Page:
Florida anchoring legislation update: What’s next?
Date Reported: Apr 16, 2015
Reported By: Mike Ahart, News Editor
This week was active for those keeping an eye on the Florida Senate and House bills moving through the State legislature in Tallahassee. Over a dozen cruising boaters spent their time, effort, and money to make it to the hearings Tuesday (Apr. 14, 2015), and to voice their concerns about restrictive anchoring legislation. Some of them also attended the hearings last week.
As anticipated, an amendment to House Bill 7123 (At-Risk Vessels) was proposed the night before the House State Affairs Committee hearing. The original bill does not include any anchoring restrictions for vessels that are neither considered “derelict” or at risk of becoming derelict, but the amendment would have changed the language of the bill to match Senate Bill 1548, which contains anchoring restrictions within 200-feet of residential property and public marine infrastructure. Aligning these bills would make it easier for the upcoming joint session of Congress to enact the law.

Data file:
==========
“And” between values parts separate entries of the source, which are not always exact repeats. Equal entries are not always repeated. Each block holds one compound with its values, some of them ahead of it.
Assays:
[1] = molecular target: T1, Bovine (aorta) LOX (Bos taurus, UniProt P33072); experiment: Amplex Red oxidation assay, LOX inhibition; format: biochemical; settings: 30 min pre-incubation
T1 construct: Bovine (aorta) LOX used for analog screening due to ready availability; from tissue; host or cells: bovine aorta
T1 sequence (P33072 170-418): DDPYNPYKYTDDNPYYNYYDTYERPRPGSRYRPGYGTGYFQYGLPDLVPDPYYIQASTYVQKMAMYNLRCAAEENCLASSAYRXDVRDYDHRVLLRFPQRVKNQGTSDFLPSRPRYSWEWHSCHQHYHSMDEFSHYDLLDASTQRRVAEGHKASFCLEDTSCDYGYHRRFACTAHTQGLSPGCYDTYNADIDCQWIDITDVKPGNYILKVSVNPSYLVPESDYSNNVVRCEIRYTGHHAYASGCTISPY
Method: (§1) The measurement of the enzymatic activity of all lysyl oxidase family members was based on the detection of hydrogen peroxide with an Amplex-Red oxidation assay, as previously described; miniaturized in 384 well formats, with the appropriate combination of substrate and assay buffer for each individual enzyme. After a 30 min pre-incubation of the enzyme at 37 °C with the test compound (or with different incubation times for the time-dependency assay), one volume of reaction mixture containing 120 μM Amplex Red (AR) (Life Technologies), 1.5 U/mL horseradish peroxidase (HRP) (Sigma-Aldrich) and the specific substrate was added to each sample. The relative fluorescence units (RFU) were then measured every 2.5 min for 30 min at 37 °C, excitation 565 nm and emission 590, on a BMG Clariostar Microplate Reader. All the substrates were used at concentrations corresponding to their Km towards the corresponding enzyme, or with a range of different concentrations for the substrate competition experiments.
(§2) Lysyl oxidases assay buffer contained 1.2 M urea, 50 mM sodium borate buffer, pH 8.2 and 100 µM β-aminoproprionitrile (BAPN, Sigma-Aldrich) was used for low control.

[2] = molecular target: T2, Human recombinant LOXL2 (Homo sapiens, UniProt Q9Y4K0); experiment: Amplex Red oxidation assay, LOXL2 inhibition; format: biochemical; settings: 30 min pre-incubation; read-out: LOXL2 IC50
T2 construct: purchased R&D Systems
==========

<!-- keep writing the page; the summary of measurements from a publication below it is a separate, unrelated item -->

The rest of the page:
Rep. Holly Raschein, representing the Florida Keys and parts of Miami-Dade County, introduced the bill (and an amendment to change the wording slightly). Rep. George Moraitis from Broward County explained the amendment, citing issues in Fort Lauderdale (Middle River) where anchored boats interfere with waterskiing. He also cited extended stays of vessels.
Unlike at the Senate hearing last week, the cruising boaters who attended the House State Affairs Committee hearing had time to speak to the members. Each made an original and respectful plea to reject the amendment and pass the bill. Boaters cited the need for protected anchorage space for those who tour the state, the lack of any study that would estimate the impact to boaters and marine businesses if the restrictions were to be put in place, and a concern with ceding the shared use of public waters for the benefit of a few.